-Maduro is heavily dependent on foreign actors. Without infusions of bailout cash, credit, military, and intelligence support from Iran, Russia, Cuba, and China, he would hardly be expected to last. Interrupting the flow of this support should be the top priority for the administration, especially if it is reluctant to engage in direct military intervention. That also means cracking down on illegal schemes, but most importantly going after—and very personally—the individual actors within each state’s government involved in overseeing these infusions and schemes.  Sanctions should be imposed against these individuals preventing them from traveling to the US and freezing their assets. Interpol “red notices” should be used to advance the possibility of arresting these officials, undoubtedly profiteering from the support for these actions. Avoiding sanctions and intervening with Venezuela or other countries should be made costly and unpleasant for the apparatchiks of the patron regimes.

-Hezbollah assets have been frozen in Argentina, but money is fungible and they can ultimately shift their activity to more friendly states, such as Bolivia. If Colombia is sufficiently destabilized by the flow of refugees from Venezuela, it can crack and end-up adopting a socialist system of governance. The exporters of revolution can take advantage of the refugee crisis to destabilize existing pro-American governments. Mexico, Guatemala, Honduras, and El Salvador, all corrupt states, with varying degrees of weakness, are ripe for exploitation. Cartel activity in Mexico makes it an ideal counterpart for Iran’s Hezbollah in particular. The US should take measures to prevent proliferation of terrorists and ideological outreach in these and other states. Iran has established numerous “cultural centers” to mask Hezbollah activity and indoctrination all over Latin America. How soon until the trainees there are responsible for more than just enrichment schemes and plot more terrorist attacks, perhaps eventually reaching the US or making travel and business in Latin America undesirable for anyone except Iranians, Russians, and Chinese?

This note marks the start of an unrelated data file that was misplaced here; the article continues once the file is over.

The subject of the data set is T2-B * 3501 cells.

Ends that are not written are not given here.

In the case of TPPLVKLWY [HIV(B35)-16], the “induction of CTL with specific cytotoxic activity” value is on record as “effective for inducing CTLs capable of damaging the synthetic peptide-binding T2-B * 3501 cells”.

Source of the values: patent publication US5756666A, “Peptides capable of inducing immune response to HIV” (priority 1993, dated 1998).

-Bankrupting Iran, forcing out Russia, and providing a suitable and practical alternative to China’s self-serving and corrupt projects in Latin America should be the pillars of US policy. Iran, even with all its illicit activities, nor Russia afford costly technical development races and the type of investments that US can. Russia cannot afford systematic investment in anything but defense agreements. For this reason, most of Russia’s foreign policy is focused on destabilization at the expense of someone else.

-China’s economy, too, is weakening; even with its Confusius Institutes, the mission of which is to whitewash China’s image, it is coming to a reckoning with the fact that it has simply failed to deliver on many of its promises and investments, and that most of its projects benefit Beijing to the exclusion of client countries, their local labor forces, and general populations. This is where the US has an opportunity to reengage in building people to people relationships, and optimizing business, educational, and humanitarian opportunity in line with its own policies and interests, and as a contrast to China’s corrupt deals with local officials.

-The US, for its part, should not make promises it does not have the political will to keep.  Its allies would rather see consistent, limited support than grandiose statements backed up by nothing at the moment they become dependent on expectations stemming from those promises. That said, if threats to bad actors are issued in public, there should be an immediate and well thought out follow through even if it is unpopular. That will ultimately do more to deter these actors than weeks of sound and fury, signifying nothing.

II. Beware of Limitations of Pragmatic “Reformism”

A faction of the “reformists” in Iran gained popularity as a political decoy by the regime to create an impression of a struggle between “hard-liners” and “moderates”. Iran used politicians who appeared willing to engage in diplomatic discussions with the West (always on their terms) in order to secure concessions, and ultimately, to push through the financially and politically beneficial nuclear deal with Western countries. Ultimately, the number of political arrests and executions soared under the “reformist” President Rouhani, showing that he was just as much of a puppet of the ayatollahs in charge as the tough-talking former President Mahmoud Ahmadinejad.